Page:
The British ruled the Indian subcontinent for nearly 200 years
from 1756 to 1947.After a revolt between 1857 and 1859, the British initiated political reforms, allowing the formation of political parties. The Indian National Congress, representing the overwhelming majority of Hindus, was created in 1885. The Muslim League was formed in 1906 to represent the Muslim minority. When the British introduced constitutional reforms in 1909, the Muslims demanded and acquired separate electoral rolls. This guaranteed Muslims representation in the provincial as well as the national legislatures until independence was granted in 1947.
By 1940, however, the Muslim League had resolved to seek the partitioning of the subcontinent and the creation of a separate Muslim statePakistan. During preindependence talks in 1946, therefore, the British government found that the stand of the Muslim League on separation and that of the Congress on the territorial unity of India were irreconcilable. The British then decided on partition and on August 14, 1947, transferred power to Pakistan. India gained its independence the next day. Pakistan came into existence in two parts: West Pakistan, coextensive with the country's present boundaries, and East Pakistan, now known as Bangladesh. The two were separated by 1,600 km (1,000 mi) of Indian territory.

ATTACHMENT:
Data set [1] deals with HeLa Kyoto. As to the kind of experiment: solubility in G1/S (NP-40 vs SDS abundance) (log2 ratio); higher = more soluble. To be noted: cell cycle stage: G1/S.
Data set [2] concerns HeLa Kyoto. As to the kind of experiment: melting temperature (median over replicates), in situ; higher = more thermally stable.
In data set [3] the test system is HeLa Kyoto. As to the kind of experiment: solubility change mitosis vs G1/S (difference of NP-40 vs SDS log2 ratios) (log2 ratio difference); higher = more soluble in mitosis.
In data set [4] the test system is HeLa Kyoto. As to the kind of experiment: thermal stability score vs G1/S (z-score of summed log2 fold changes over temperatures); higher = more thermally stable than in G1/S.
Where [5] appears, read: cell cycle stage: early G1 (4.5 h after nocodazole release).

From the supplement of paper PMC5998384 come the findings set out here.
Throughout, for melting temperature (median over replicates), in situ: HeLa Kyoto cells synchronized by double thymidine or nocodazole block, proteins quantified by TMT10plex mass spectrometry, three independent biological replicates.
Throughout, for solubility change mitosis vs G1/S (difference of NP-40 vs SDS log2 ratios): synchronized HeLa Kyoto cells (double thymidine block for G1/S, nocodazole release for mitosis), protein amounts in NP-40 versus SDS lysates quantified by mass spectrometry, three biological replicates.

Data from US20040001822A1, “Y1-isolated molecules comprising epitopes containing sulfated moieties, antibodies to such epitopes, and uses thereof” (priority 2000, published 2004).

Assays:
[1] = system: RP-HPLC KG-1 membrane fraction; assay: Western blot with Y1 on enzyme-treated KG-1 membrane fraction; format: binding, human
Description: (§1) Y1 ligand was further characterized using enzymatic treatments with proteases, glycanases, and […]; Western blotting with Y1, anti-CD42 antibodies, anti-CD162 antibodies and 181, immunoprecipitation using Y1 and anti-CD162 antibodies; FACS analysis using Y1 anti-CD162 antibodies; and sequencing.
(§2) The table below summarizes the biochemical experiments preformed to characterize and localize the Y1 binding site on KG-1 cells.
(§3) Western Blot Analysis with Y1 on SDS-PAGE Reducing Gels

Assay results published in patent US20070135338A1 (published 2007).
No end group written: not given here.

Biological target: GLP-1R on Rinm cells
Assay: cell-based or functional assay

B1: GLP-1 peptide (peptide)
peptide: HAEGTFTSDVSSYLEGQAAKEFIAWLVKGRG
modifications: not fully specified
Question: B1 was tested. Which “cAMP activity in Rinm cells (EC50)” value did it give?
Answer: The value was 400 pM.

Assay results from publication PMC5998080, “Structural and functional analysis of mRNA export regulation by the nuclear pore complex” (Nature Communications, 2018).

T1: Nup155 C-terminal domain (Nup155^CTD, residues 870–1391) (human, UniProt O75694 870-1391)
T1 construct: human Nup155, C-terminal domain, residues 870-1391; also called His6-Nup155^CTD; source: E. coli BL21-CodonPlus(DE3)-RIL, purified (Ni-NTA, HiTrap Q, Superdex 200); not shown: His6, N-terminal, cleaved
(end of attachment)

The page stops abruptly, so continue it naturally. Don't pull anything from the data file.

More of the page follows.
Problems of Partition
The division of the subcontinent caused tremendous dislocation of populations. Some 3.5 million Hindus and Sikhs moved from Pakistan into India, and about 5 million Muslims migrated from India to Pakistan. The demographic shift caused an initial bitterness between the two countries that was further intensified by each country's accession of a portion of the princely states. Nearly all of these 562 widely scattered polities joined either India or Pakistan; the princes of Hyderabad, Junagadh, and Kashmir, however, chose not to join either country.